Tuesday, February 7, 2012

Lye Bath! - How to Clean Prints

As discussed before, when parts come out of the printer they're covered in a rubbery, wax-like support material that has to be cleaned off.  Typically a water jet is used for cleaning but even after that I've had a lot of residue left.

This is a particular annoyance with my current tentacle design.
After some research, I found that the printer manufacturer recommends a sodium hydroxide bath which will loosen and remove the support material.  I have access to an ultrasonic cleaning tank which would work great with the solution.

The problem is sodium hydroxide, also known as lye, is kind of hard to find due to the fact that it's used in crystal meth production. Yay!  Typically, you can use drain cleaner but I couldn't find any that was pure lye.  The good news is it's also used in darkrooms and I was able to pick some up at B&H Photo. (Pick up only, no mail order).


Anyone who has seen Fight Club and/or made soap knows that you can get a nasty chemical burn from lye, so be careful.  While vinegar technically will neutralize lye, it sounds like it takes a lot of it, so the general consensus seems to use a lot of running water for an extended period. Lye in water is also exothermic and will give off a lot of heat.

Objet, the printer manufacturer, is recommending a 2% lye solution which should be relatively low-key, but still be cautious.  (For example, this concentration is about the same strength as what pretzels or bagels are dipped in to develop the delicious crust when baking)

Here's what I have gathered:

MIXING AND WORKING WITH LYE SOLUTION:

- Use protective eyewear and gloves.
- Use cold water and slowly add powder to water, NOT water to powder.
- If you spill any powder, clean in up with a brush, NOT water.
- Lye solution will eat aluminum and brass! OK for steel and plastic.
- From what I understand, the solution should be odorless.
- Powder will absorb water from air, so keep it tightly sealed. Do NOT use desiccants in the container.
- Further research indicates that it's ok to use in ultrasonic cleaners although you may not want to use
the heater. Thoroughly rinse parts in water when done.

I had a total brain-fart when trying to figure out how to make a 2% solution. But by dumb luck I found this great article from the wine industry, of all places, on mixing sodium hydroxide solutions.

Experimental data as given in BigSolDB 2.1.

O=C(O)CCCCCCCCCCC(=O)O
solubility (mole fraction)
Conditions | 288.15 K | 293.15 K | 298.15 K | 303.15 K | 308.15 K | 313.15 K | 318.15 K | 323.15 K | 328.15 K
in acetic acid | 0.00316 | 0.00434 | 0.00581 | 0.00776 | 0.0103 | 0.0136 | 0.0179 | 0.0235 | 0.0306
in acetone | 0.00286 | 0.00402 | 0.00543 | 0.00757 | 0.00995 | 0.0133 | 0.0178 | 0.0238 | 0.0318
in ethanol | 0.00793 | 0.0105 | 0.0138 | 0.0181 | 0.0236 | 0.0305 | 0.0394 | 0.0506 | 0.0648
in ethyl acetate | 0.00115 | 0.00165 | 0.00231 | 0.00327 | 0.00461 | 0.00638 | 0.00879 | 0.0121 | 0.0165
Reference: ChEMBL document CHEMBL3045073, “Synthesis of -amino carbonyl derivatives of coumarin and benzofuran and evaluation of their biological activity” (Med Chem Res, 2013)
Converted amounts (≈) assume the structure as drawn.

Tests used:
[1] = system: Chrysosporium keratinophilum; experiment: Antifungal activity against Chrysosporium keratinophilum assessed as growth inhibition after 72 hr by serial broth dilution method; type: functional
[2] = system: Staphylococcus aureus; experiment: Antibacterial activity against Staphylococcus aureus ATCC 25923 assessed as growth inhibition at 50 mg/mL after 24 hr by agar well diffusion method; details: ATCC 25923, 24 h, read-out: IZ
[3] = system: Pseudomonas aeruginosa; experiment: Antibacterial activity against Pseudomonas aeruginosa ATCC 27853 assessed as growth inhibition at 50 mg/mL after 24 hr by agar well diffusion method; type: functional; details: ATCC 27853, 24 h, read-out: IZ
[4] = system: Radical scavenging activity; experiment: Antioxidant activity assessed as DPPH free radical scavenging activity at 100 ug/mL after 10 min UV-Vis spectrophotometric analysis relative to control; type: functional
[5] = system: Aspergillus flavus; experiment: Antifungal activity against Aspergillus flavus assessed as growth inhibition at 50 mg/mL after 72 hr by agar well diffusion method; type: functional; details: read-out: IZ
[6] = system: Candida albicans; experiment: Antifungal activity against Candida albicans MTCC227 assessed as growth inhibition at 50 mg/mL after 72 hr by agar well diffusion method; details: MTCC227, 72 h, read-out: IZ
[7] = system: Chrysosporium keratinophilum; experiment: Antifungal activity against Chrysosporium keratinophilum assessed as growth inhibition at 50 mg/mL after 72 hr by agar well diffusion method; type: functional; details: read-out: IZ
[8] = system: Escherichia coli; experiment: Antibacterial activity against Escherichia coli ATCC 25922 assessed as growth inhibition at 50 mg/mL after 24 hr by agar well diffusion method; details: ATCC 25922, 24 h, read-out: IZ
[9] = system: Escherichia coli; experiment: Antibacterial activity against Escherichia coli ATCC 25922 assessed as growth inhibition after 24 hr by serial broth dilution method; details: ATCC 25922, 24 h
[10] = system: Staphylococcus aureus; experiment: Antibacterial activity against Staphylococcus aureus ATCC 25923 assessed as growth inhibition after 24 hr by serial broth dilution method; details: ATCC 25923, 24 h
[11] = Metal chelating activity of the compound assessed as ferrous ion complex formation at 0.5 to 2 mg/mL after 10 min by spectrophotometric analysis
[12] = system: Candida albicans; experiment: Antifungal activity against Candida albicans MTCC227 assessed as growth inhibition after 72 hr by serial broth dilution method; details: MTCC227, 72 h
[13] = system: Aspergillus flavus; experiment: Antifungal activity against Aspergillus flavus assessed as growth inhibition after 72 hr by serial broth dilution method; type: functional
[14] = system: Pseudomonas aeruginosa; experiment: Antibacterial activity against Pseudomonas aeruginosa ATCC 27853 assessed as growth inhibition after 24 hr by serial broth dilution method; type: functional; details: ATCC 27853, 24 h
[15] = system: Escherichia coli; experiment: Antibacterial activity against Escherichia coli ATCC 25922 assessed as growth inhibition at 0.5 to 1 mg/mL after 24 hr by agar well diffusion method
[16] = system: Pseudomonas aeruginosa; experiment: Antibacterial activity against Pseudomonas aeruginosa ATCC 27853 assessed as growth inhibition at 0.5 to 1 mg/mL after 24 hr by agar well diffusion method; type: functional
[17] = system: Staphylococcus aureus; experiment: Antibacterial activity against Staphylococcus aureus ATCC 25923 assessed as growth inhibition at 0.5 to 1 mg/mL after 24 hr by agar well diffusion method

I forgot that in most cases, 1 gram weight = 1 mL volume. So, to make 1000mL of a 2% solution, mix 20 mL sodium hydroxide crystals with 980 mL water. Please correct me if I'm wrong.

I found this thread on an Objet user forum that addresses both lye solutions and ultrasonic cleaning.


For those of you not familiar with ultrasonic cleaners, they clean by immersing the object in a liquid bath which is vibrated at... ultrasonic frequencies which forms micro-bubbles that get into all the nooks and lifts dirt away.  Great for cleaning small parts, hard to reach areas and jewelry.








I tested this on one of the tentacles, the computer panel and tire with great success.  I left them in the lye bath for about 15-20 minutes, then put them in a water bath for another 10.  It really cleaned them up and revealed a lot more detail.  I'll be sticking with this method.


UPDATE:  I have stopped using the water bath since it seems unnecessary.  After the lye bath I scrub the parts with nail & tooth brushes under running water. You'll know they're clean when they don't feel slimy and stop producing foam when brushed.
















1 comment:

  1. Hi Sean,
    Really great stuff. I enjoyed seeing your thesis presentation as well. I think the company I'm working at right now, Passion Pictures, would really like the work you've been doing. If you are interested could you email me? I think Zeth may have emailed you my contact.
    Take care,
    -Jake

    ReplyDelete